You are a joker if you live in Africa and you don’t have a Koffi story or don’t remember Koffi’s older music fondly. Growing up, Koffi Olomide, Yvonne Chaka Chaka and Papa Wemba, among other African legends, were the soundtracks of our home and household.
I noticed that there was something special about Koffi from a tender age because of the kind of people around me that got down to his music. His fans ranged from me – to my mother, father, older sisters and young uncles. It was not normal that this one man appealed to such a stratified audience.
I will never forget joyful parties at home, when my father was still alive and the life of the party, seeing my aunties confidently shaking their fat asses to Koffi music, as beers and loud music blasted ruled our evenings. It was almost OK to go insane and break a bone, as long as it was Koffi music. I caught onto dancing much later in life, so as everyone was dancing I was always keen to notice Koffi’s attires and that of his troupe of dancers.
I always wondered how much he spent on costumes and the same time always marveled at his genious. With time, I started following up on popular African culture and in music very few alive, Koffi being one of them, have shaped the Lingala and Sokous genres.
Koffi was really glad to hear that my mum influenced my love for music, and insisted on inviting her to his concert. Our 5 minutes together was fun and actually felt like an hour. Listen in as Koffi reveals that he’s got some Nigerian blood, shares all his names and the secret to why he still remains popular and relevant, years later.
I have finally been featured on DRUM East Africa Magazine! I don’t even know where to start explaining to you how much being featured on DRUM means to me. Because I work with celebrities and superstars, people must think that this kind of thing is ordinary for me – well, it’s not and here’s why.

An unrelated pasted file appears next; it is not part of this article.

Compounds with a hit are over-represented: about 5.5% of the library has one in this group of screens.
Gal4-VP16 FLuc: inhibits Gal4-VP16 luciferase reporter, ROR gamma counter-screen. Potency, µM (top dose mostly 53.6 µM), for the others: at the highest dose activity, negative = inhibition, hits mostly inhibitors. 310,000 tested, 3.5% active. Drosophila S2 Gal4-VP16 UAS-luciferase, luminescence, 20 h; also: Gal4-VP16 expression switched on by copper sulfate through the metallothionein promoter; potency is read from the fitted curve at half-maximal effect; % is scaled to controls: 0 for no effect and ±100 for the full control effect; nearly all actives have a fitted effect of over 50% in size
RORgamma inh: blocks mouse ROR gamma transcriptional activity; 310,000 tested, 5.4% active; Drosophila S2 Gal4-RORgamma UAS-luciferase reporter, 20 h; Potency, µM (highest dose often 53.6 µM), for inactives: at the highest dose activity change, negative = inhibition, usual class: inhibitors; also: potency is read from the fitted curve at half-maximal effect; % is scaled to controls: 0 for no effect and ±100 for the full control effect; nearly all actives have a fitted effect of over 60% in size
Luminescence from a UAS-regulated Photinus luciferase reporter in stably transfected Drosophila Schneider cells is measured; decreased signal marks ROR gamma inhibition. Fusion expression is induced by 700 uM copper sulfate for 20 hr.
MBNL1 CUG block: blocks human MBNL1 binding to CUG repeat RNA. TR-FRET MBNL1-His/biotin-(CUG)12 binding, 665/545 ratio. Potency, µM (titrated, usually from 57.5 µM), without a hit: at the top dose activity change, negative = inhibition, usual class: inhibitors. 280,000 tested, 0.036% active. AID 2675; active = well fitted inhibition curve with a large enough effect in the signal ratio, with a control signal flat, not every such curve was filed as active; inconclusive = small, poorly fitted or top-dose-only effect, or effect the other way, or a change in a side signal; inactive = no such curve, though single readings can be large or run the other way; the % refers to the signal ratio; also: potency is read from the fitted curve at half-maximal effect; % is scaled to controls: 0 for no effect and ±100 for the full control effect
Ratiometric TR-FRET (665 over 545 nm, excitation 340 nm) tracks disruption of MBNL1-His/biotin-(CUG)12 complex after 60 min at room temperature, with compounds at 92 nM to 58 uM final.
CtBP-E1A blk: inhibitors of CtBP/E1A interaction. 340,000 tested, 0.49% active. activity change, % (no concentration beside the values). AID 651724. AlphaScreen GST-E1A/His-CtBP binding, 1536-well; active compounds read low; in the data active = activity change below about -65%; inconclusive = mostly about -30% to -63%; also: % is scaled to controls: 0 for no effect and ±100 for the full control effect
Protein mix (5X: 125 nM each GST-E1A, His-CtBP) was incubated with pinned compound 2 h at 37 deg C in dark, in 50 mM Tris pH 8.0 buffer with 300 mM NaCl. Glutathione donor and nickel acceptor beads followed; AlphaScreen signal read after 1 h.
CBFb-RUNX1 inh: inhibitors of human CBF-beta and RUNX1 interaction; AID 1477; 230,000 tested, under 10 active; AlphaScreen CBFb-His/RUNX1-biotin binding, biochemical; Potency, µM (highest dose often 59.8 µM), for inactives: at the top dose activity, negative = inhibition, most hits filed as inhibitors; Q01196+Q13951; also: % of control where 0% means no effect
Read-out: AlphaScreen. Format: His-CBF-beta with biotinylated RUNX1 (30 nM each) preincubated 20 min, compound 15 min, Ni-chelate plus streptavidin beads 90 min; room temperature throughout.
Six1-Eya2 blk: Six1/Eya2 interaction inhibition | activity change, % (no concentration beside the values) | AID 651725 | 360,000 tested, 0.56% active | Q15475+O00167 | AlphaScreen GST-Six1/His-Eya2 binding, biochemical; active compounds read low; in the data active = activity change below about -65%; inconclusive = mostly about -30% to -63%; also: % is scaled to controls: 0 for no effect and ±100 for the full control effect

As a Publicist or PR person, you are constantly obsessing over how your clients, and brands you manage can get attention and be out there as much as possible. Last year I realized that for many years I had pushed other brands but hardly done the same for myself. However, I figured that at the end of the day it will always be a win-win situation because behind every successful brand is a PR manager or team.
Growing up in Molo, a small town close to Nakuru, my dreams were pretty simple. I just wanted to be successful. I never really envisioned myself becoming a celebrity Publicist. Seeing my friends Sauti Sol excel and be part of their success as it is today, and working with other legendary artistes like Stromae, Tubaba and Cobhams – to me – is just a bonus. Through my TV career and travel tales, meeting and interviewing artistes like D’Angelo and Anthony Hamilton, whose discography shaped my musical tastes, has been so gratifying.
When you have done all these things that you had never even dreamt of, it slowly starts to dawn on you that you have grabbed the bull of your life by it’s horns. With time, I started knowing that I had made change for myself, first, even before that of the artistes and colleagues I have worked with. I started to realize that through my specialized PR practice, I had started something that continues to pave way for serious young professionals in PR and journalism as a whole. I am honoured every time someone notices me and says, “I love the work you do with Sauti Sol” or “I really enjoy your TV show”. I always tell them, and I will say it here – there are so many challenges working under the scrutiny of the public that when someone says those kind words to me – that’s all that matters at the end of it all.
For all these thoughts, I always felt like I had a story to tell. I always feel like I have a story to tell. I am always stoked to receive a phone call with the person on the other end wanting to interview ME. That’s because I am the one always making these calls. When they say to me, “We would like to interview You” I always countercheck, “Me or Sauti Sol?”
I was always waiting for True Love or DRUM, the only two proper magazines for a modern Nairobian lady like me, to call me for an interview. I always read inspiring stories on there and felt that mine too would have been worthy. When I finally got that phone call, it was such a pleasure. The feeling I got when I saw myself in the magazine, and read the interview and ascertained that it was an accurate account of every single word I said, was priceless. When I shared with Sauti Sol, Bien said and noted, “Congrats – from Molo to here.” That’s when I recollected this whole story.